Endurance Nation Florida 2012 Post Race Recap

Following closely on the heels of Hurricane Sandy, Florida was destined to be an epic event. From the travel challenges that the athletes faced . to the intimidating surf pounding the beach all week, the stage was set early for a big day.

By the time the finish line closed at midnight, a large percentage of the 3000 starters had reached their Ironman® finish line successfully, including more than 35 members of Endurance Nation. This is how the day played out.

The Swim

Without a doubt, the biggest fear that most athletes faced all week was the intimidating surf. There were more than a few abortive practice workouts. The yellow warning flags dominated the skyline all week, causing many of the first-timers to wonder what they have gotten themselves into.

Race day did not disappoint, bringing with it several early sets of swells. However, the talk of the day was more about the current than the chop. Moving from right to left, the current forced many summers well inside the buoy line, making for an extended swim. This was compounded by the large field of starters, as well as the chop. Put it all together and you have a pretty challenging swim.

Usually the 2nd lap at Florida is slower because of the quick run up on to the beach and increased  waves. This year those waves really stayed the same all day, leading to many consistent swims. The usual stories of crowding and physical abuse abounded, as you’ll see in this video  below, but overall times were very consistent with typical Florida performances.

The Bike

While the Florida bike course is known for being flat, nobody really talks about the consistent winds that build all day. Early on there was almost no wind. Standing at the bike and mountline, we watched hundreds if not thousands of athletes make their way out onto the course.

Without the typical headwind heading out onto the course, it was clear at the outset that it was going to be a fast day. The splits we were getting back on the computer only served to confirm this. And text updates from our friends on the course suggested that the lack of wind had created optimal conditions for fast riding and group drafting. Based on all accounts, almost every penalty tent was full and had run out of stopwatches to time the offenders.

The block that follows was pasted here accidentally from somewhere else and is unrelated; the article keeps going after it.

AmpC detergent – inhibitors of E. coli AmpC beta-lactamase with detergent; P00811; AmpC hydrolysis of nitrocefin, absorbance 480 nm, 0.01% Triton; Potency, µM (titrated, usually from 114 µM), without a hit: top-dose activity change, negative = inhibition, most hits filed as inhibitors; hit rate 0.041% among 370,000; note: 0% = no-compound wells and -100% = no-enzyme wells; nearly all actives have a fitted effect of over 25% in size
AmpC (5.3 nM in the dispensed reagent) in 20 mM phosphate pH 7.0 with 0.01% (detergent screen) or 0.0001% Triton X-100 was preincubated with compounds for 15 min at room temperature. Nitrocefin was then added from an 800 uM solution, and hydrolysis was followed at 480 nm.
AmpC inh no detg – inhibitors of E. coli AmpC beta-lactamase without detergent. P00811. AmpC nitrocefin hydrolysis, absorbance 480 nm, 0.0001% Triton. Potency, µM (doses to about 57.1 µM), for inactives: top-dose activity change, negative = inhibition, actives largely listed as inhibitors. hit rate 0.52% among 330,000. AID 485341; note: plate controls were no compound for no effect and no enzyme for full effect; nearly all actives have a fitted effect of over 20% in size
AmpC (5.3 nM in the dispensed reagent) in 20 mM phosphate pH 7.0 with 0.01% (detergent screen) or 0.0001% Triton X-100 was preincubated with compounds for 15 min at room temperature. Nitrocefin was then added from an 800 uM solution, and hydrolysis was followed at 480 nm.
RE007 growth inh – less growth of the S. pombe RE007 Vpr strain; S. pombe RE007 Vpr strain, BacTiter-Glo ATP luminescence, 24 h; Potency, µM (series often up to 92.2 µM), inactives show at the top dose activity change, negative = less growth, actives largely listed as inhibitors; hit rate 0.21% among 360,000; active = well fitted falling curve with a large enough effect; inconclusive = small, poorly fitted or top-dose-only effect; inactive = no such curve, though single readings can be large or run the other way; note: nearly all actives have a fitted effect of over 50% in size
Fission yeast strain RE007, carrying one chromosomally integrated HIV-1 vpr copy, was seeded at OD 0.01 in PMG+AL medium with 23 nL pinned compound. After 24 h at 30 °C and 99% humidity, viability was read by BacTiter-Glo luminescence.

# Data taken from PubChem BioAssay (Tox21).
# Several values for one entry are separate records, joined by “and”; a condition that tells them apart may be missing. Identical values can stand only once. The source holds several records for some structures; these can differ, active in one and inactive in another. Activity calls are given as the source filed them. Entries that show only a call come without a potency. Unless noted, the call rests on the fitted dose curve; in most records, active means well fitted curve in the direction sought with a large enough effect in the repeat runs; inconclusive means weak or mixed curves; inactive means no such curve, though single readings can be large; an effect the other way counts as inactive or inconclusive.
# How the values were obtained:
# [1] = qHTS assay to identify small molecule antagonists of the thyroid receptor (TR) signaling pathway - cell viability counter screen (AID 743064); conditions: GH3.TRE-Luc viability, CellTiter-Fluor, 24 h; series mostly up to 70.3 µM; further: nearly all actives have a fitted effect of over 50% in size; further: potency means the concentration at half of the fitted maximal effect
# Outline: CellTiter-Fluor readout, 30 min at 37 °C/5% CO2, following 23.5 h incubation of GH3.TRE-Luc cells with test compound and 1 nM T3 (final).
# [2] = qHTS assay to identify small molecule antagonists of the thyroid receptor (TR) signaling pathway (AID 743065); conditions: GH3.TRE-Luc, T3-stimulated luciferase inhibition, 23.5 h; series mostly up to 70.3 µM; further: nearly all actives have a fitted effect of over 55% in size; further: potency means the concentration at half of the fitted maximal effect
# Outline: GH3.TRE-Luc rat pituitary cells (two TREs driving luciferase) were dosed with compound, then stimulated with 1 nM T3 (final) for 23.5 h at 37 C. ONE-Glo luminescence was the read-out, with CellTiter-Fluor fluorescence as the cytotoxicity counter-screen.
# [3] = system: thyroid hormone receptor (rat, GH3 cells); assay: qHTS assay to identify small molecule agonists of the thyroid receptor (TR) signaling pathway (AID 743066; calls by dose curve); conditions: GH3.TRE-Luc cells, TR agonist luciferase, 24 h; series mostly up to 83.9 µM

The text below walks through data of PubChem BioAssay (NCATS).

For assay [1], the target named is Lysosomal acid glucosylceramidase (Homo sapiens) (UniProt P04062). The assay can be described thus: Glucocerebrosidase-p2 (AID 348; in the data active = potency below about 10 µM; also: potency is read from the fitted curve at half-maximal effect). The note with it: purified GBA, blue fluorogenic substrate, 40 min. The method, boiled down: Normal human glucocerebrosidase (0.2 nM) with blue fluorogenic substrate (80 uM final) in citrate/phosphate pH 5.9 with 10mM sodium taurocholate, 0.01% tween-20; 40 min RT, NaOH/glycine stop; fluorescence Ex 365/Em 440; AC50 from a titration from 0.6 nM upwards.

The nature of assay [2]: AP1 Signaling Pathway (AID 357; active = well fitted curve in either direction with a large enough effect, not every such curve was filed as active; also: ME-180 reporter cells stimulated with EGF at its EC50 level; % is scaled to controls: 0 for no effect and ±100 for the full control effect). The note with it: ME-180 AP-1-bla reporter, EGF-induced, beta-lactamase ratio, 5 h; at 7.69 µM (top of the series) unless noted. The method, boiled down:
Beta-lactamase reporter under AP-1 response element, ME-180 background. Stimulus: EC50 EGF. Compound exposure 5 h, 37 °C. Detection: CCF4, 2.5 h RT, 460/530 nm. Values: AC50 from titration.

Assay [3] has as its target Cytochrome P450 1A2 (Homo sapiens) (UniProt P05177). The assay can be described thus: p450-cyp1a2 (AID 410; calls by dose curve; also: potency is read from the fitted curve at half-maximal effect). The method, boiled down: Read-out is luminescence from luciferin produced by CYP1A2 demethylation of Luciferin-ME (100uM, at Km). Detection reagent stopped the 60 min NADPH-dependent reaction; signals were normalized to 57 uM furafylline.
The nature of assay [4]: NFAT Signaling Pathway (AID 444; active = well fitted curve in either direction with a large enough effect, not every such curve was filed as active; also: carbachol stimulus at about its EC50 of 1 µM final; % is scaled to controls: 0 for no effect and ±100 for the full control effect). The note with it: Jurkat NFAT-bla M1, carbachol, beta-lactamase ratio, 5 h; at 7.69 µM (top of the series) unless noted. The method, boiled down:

With such a fast start I had fully expected to see a slowdown over the final 20 to 25 miles due to wind. That never happened, however, as evidenced by the first-place male finisher putting up a world record bike split of 4 hours and 4 min. – that’s an average of 27.5 miles an hour!!! As amazing as that time was, it was echoed in many other pro-men, pro-women, and top age group bike splits.

The Run

Standing outside the entrance to the state park at 2 PM, I could feel the full heat of the sun bearing down on me. While the temperature was in the low 80s, it certainly felt like anywhere between 86 and 89 degrees. Even though the humidity wasn’t significant, that kind of heat is enough to affect almost anyone.

Most of the athletes fell into two categories: the Smart and the Strong. The “strong” athletes powered their way to PR bike splits and set themselves up to have a great day…on paper. The “smart” athletes chose to ride within themselves, setting themselves up to  run personal bests. Listening to the reports of almost every Endurance Nation athlete, it was clear that many chose to ride at or under their target effort level, given the returns they were seeing in terms of sheer miles per hour on the bike course. It’s not surprising that many of them had personal bests — over an hour or more — earned mostly on the run.

Contrast this with the many reports from other athletes who rode well outside their abilities, destroying their chances for a good run. It’s no surprise then that Endurance Nation’s Four Keys of Race Executionwas first conceived and created at Ironman® Florida, as the temptation to ride the bike in Florida at a super human effort level is incredibly strong.

The Videos

Don’t take my word for it, take a look at the stats here in the Endurance Nation athlete tracker. Feel free to watch some of the videos below and hear how the race played out in their own words. Did you race Ironman® Florida? If so, please tell us how went in the comments below. Congrats to all the finishers!!!

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AUTHOR

Coach P

All stories by: Coach P
6 comments
  • Rebecca
    REPLY

    Dear Rich & Patrick –
    I set a PR at IMFL this year using your intermediate plan with a time of 12:09. This was my third IM (and likely my last for a while due to life commitments). My first IM was Florida in 09 and I used a borrowed plan from someone that was high on volume and low on intensity. I did okay and enjoyed my race. Considering I was new to biking and swimming, my 13:45-ish time was fine.

    I raced Lake Placid last year using your plan but my training was disrupted by a stress fracture in my heel. I did nearly all of my “runs” as deepwater running (boring!). Beautfiful venue, but my run suffered due to inability to run at all for the middle six weeks of the program. So IMFL last weekend was my true test of your plan. I see that you modified the brick workouts in the new plans – although my old plan didn’t call for it, toward the end I started doing my “bricks” in reverse like your new plans bc my weekend rides couldn’t start until 7 due to waning daylight hours as the months progressed. That worked out well.